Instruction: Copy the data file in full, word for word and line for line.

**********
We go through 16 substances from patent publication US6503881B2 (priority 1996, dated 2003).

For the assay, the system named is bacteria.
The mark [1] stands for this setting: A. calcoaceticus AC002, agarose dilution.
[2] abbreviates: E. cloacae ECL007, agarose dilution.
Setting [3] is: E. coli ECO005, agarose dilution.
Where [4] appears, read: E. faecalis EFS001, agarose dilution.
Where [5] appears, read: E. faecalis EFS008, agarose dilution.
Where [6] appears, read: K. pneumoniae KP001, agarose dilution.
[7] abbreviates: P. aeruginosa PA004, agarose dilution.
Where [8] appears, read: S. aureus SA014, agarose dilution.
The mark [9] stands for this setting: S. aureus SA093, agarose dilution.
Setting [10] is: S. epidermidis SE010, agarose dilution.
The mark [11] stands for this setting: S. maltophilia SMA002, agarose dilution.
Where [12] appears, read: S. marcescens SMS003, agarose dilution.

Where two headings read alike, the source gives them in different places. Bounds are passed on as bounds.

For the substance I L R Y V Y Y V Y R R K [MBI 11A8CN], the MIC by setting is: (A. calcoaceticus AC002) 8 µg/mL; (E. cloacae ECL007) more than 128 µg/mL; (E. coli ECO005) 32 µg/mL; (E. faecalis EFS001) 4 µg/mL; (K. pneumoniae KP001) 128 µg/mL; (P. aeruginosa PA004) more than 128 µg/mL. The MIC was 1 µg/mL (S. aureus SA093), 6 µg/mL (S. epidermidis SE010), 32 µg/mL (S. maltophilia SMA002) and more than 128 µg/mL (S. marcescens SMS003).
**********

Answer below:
We go through 16 substances from patent publication US6503881B2 (priority 1996, dated 2003).

For the assay, the system named is bacteria.
The mark [1] stands for this setting: A. calcoaceticus AC002, agarose dilution.
[2] abbreviates: E. cloacae ECL007, agarose dilution.
Setting [3] is: E. coli ECO005, agarose dilution.
Where [4] appears, read: E. faecalis EFS001, agarose dilution.
Where [5] appears, read: E. faecalis EFS008, agarose dilution.
Where [6] appears, read: K. pneumoniae KP001, agarose dilution.
[7] abbreviates: P. aeruginosa PA004, agarose dilution.
Where [8] appears, read: S. aureus SA014, agarose dilution.
The mark [9] stands for this setting: S. aureus SA093, agarose dilution.
Setting [10] is: S. epidermidis SE010, agarose dilution.
The mark [11] stands for this setting: S. maltophilia SMA002, agarose dilution.
Where [12] appears, read: S. marcescens SMS003, agarose dilution.

Where two headings read alike, the source gives them in different places. Bounds are passed on as bounds.

For the substance I L R Y V Y Y V Y R R K [MBI 11A8CN], the MIC by setting is: (A. calcoaceticus AC002) 8 µg/mL; (E. cloacae ECL007) more than 128 µg/mL; (E. coli ECO005) 32 µg/mL; (E. faecalis EFS001) 4 µg/mL; (K. pneumoniae KP001) 128 µg/mL; (P. aeruginosa PA004) more than 128 µg/mL. The MIC was 1 µg/mL (S. aureus SA093), 6 µg/mL (S. epidermidis SE010), 32 µg/mL (S. maltophilia SMA002) and more than 128 µg/mL (S. marcescens SMS003).